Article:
The Poetry Hub: Tupac Shakur

Vivian Coleman, Staff Writer

How many people have fallen victim to ignorance, have judged someone by the color of their skin, the culture of their tongue, or the squalor many have grown up in? Tupac Shakur, born Lesane Parish Crooks, asked the same questions, if not more. He created a legacy for himself using his Poetic Justice. However, in this modern era, Shakur is less appreciated for his words and more remembered for his death and hood image. 

It is a well-known fact that celebrities become renown after their death. The death of Shakur was no different. Shakur knew about his upcoming demise and welcomed it through his poetry. He attempted to resolve the issues that he felt were detrimental to his people and his community through his rap style and poetry. Few realize that Tupac Shakur is an actual published poet, which earns him the spotlight for this week. In a day and age were individuals are too vain to speak up about what matters most, it is important to remember Shakur’s wisdom.

It was written that a rose by any other name is still a rose; however, Shakur thought differently. In his poem “The Rose that Grew from Concrete,” Shakur writes about a rose that sprouted from the concrete to represent the black community as they struggled to prosper in spite of societal norms and stereotypical conformity: “Proving nature’s law is wrong it learned to walk without having feet.”  Tupac continues the piece by using irony to emphasize that despite those that wanted to stop the “rose” it discovered fresh air by “keeping its dreams.” He concludes, “Long live the rose that grew from concrete when no one else cared.” This reaffirms the idea that this piece was meant to express the longevity of the African American culture despite those who disapproved.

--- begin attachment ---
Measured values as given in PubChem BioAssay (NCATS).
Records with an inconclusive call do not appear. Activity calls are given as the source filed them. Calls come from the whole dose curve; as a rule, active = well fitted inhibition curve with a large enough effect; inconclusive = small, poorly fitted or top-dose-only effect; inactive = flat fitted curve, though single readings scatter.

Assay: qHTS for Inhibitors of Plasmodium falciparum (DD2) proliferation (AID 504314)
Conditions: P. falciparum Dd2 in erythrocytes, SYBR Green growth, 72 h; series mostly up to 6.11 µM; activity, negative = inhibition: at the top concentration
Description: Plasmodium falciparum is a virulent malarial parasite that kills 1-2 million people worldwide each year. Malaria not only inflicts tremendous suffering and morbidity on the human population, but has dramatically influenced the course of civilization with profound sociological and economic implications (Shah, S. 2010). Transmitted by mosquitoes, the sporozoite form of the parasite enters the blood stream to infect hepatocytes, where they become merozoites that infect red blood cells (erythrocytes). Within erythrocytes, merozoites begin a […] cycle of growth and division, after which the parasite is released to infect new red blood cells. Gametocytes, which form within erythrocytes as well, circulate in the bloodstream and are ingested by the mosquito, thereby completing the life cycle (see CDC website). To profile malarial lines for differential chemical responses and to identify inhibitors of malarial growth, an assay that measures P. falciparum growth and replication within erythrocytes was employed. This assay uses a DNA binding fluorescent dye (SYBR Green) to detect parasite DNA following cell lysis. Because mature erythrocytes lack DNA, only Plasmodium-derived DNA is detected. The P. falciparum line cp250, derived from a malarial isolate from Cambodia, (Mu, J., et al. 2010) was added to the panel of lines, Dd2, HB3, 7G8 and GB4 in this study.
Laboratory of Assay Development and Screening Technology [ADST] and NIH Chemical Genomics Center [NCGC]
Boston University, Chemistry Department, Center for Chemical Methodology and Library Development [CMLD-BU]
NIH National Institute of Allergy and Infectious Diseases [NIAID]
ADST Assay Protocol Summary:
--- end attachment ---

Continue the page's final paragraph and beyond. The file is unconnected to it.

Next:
Tupac Shakur’s words range from women empowerment— “And since we all came from a woman, got our name from a woman and our game from a woman, I wonder why we take from our woman. Why we rape our women, do we hate our women? I think it’s time to kill for our women. Time to heal our women, be real to our women and if we don’t, we’ll have a race of babies That will hate the ladies, that make the babies. And since a man can’t make one, He has no right to tell a woman when and where to create one. So will the real men get up […]” to street violence awareness: “How many brothers fell victim to the streets?”  However, as his career furthered, Tupac became cognizant of his impending demise: “I will die before my time Because I feel the shadow’s Depth.” In his piece, “In the Event of My Death”, he conveys, “when my heart can beat no more, I hope I die for a principle or a belief that I lived 4.” 

It is instrumental that he is remembered for his message rather than “the wrong crowd” that we went along with. These words spoken decades prior are arguments relevant today: women’s abortion rights, domestic abuse, gun violence, etc. Tupac is more than a t-shirt worn by adolescents. He is more than an aesthetic. Shakur spoke volumes in the short amount of time he existed.